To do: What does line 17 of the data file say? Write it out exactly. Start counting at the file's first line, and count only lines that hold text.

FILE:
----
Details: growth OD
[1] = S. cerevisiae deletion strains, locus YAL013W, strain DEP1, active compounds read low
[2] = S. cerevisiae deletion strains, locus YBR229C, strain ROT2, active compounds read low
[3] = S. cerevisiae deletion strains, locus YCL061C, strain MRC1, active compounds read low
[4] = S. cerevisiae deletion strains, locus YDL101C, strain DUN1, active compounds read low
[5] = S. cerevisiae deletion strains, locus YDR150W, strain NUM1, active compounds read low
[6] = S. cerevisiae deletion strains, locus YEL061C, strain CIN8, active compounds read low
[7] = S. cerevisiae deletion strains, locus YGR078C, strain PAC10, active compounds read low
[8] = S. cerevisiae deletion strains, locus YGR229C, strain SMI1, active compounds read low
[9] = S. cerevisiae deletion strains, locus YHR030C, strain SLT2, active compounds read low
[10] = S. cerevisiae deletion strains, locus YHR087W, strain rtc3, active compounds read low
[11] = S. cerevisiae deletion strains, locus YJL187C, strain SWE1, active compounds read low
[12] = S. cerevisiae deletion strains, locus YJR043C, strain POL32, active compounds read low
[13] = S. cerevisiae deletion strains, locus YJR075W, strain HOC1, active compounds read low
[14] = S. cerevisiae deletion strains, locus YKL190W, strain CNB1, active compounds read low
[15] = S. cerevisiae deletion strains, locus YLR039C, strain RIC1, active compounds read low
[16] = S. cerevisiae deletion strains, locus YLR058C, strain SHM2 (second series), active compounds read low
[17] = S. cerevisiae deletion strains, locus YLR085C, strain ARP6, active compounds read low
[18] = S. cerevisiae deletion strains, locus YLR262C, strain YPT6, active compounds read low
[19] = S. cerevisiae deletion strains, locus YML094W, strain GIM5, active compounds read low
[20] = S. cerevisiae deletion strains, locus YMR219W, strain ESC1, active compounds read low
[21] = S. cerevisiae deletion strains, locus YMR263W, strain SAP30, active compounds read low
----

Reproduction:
[16] = S. cerevisiae deletion strains, locus YLR058C, strain SHM2 (second series), active compounds read low